David Castellani, SVP & Business Information Officer, New York Life
Any business that has been operating for a period of time is awash in data. Consequently, it’s probably safe to say “Big Data” is common to practically all businesses, regardless of size or age. But having more data doesn’t represent the answer to all questions since data in its raw form doesn’t reveal all that much nor is it all that revealing. This information only becomes interesting when you can transform data into intelligence, turning common and seemingly uncorrelated information into predictive insights. The possibilities are endless, making the allure so appealing.
There is, however, a fundamental flaw in the sequencing of this activity— the foundational work is often dismissed as boring and unimportant even though it represents the most significant work that must be completed. At New York Life, we are assessing the opportunities ahead of us and remain keenly aware of the appropriate sequencing and focus. Our approach is to commence with a “little data” strategy as a means to execute on our Big Data initiative. In other words, we are doing the foundational work—establishing organization, business objectives, governance, and data cleansing—before we are able to achieve full value from data. This foundational work is likely the first priority for most CIOs. Yet many organizations jump to more complex activities such as combining disparate data sources into a unified data store. This type of work is highly challenging and cannot be accomplished unless the foundational work is considered.
We have found the following to work well for us. Dedicate a team of professionals from both the business and technology sides to address data management.
While many firms are racing ahead to find and hire their Chief Data Scientist, they may discover that the need for such talent is not in the present but rather in the future. A well-resourced, highly collaborative team can attend to the basics, such as locating, cleaning and organizing data to enable a foundation from which to derive value. Consider leveraging resources from within your organization that understand the business challenges and data and co-mingle them with technologists who know the architecture and data structures. This bridge between the technologists and the business is critical to the success of any Big Data strategy.
Let the business drive the technology, not the other way around. The formation of any data strategy begins with identifying business objectives: what we are attempting to solve and why, what are the business issues that are the most complex, what are the most important problems and what offers the most P/L leverage? Again, this is best accomplished through a partnership of business and technology leadership. Insight into trends, anticipating issues and predicting from pattern recognition can only occur if everyone understands the business objectives at hand.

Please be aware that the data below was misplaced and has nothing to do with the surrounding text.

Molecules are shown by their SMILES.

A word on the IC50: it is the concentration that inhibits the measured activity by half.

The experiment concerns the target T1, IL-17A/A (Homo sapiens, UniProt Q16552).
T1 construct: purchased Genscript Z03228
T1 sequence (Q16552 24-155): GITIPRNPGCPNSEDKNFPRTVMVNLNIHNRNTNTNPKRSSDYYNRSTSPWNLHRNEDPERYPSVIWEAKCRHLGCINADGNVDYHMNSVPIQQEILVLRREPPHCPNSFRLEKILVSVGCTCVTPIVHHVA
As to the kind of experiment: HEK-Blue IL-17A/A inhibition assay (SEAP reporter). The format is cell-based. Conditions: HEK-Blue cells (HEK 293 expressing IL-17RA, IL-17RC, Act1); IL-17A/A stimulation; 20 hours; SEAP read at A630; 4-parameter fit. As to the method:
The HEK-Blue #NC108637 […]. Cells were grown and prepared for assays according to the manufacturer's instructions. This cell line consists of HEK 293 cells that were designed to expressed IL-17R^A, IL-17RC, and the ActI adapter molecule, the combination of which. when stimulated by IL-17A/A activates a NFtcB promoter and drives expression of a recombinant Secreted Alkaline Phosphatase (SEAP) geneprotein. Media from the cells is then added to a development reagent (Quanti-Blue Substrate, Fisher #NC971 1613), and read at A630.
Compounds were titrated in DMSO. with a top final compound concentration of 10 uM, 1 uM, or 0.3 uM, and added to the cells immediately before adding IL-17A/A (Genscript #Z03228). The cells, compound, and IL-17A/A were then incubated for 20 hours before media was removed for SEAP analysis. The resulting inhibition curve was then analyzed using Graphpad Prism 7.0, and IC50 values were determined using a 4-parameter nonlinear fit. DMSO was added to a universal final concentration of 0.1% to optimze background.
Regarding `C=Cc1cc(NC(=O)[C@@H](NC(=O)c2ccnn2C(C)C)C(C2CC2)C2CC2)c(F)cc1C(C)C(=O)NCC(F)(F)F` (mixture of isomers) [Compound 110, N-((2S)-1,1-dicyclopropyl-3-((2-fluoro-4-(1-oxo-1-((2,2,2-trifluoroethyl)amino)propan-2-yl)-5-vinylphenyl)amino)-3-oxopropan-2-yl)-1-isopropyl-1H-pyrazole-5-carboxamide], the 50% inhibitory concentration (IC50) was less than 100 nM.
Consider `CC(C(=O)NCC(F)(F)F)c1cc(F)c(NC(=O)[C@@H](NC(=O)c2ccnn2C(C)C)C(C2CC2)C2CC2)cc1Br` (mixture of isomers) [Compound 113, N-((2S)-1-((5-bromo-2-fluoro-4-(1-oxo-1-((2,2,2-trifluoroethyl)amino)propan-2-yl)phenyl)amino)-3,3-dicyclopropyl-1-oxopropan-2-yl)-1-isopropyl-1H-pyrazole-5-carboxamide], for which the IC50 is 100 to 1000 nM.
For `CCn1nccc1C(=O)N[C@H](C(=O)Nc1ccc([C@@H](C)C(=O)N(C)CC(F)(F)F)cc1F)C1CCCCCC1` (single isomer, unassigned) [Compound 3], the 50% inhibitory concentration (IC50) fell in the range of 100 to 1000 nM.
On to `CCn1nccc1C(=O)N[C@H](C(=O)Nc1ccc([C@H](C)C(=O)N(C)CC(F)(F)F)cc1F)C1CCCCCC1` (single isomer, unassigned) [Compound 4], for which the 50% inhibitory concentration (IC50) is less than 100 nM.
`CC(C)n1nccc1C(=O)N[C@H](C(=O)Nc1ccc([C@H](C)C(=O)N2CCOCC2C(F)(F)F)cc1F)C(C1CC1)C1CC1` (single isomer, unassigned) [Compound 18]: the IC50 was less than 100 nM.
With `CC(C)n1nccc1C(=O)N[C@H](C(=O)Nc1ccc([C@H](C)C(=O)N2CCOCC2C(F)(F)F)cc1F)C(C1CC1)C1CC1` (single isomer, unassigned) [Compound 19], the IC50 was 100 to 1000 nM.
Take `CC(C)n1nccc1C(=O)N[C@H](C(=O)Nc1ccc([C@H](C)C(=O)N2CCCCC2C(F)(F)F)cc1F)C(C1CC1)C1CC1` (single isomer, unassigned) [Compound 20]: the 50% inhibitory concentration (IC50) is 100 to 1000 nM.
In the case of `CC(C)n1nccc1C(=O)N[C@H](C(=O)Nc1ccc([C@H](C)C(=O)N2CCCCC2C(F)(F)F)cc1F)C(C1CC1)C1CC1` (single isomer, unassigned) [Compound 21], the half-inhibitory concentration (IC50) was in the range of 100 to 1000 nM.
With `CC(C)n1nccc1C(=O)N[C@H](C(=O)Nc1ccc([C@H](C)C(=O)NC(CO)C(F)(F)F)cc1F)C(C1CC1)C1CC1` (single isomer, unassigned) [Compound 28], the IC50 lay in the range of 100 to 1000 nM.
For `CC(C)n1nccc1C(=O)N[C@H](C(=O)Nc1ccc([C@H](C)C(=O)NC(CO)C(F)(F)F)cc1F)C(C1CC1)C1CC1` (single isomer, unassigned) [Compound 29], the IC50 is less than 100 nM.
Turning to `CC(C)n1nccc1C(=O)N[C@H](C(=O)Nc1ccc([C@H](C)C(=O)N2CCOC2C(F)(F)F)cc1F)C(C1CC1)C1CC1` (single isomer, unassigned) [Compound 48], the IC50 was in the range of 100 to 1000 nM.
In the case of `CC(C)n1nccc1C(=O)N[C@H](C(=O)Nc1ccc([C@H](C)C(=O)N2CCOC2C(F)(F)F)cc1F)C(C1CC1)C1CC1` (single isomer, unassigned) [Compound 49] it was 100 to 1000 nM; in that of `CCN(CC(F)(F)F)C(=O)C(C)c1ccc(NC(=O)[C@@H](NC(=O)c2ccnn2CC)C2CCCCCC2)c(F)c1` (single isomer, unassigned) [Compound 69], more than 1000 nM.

Create an organizationally appropriate data governance framework that fits with the culture of your organization. It is important to recognize how receptive your organization is to governance and create a framework that will be accepted and sustainable. Consider data stewardship. Having a single source of accountability or ownership for the data will contribute to a more mature and reliable capability. This includes processes and accountability for maintaining the data.
“While many firms are racing ahead to find and hire their Chief Data Scientist, they may discover that the need for such talent is not in the present but rather the future”
At New York Life, we are assessing how to ensure continuous improvement with regard to data governance and are evolving our thinking to achieve more informed business results.
Look for tools and accelerators. Although most actuaries and financial analysts have the innate ability to interpret data, translation becomes paramount for most others in the business. Therefore, tools need to be leveraged to help business leaders more easily understand and consume this information, and should include everything from dashboards to visualization. Proof of Concepts (POCs) should be encouraged that support and/ or accelerate this capability. With regard to the foundation, consider partnerships with firms that can automate the data “search and rescue” effort to accelerate the foundation building effort.
At New York Life, we have a technology roadmap that defines a series of initiatives aimed at progressing the organization’s capabilities in the data management domain. These initiatives include, but are not limited to: the creation of a data management function and governance processes ; guiding principles for investment; and technology solutions for reference architecture, master data management, data warehouse consolidation, tools simplification and advanced analytics.
Ultimately, data cannot become a strategic asset unless the foundational work is addressed. Harnessing disparate sources, establishing strong controls and standardization through tight governance, connecting technologists to the business leaders and partnering with industry specialists are essential elements for success. This represents a moment in time when the phrase “time to slow down in order to speed up” becomes the mantra required for companies to succeed in their approach to data insights and predictive analysis.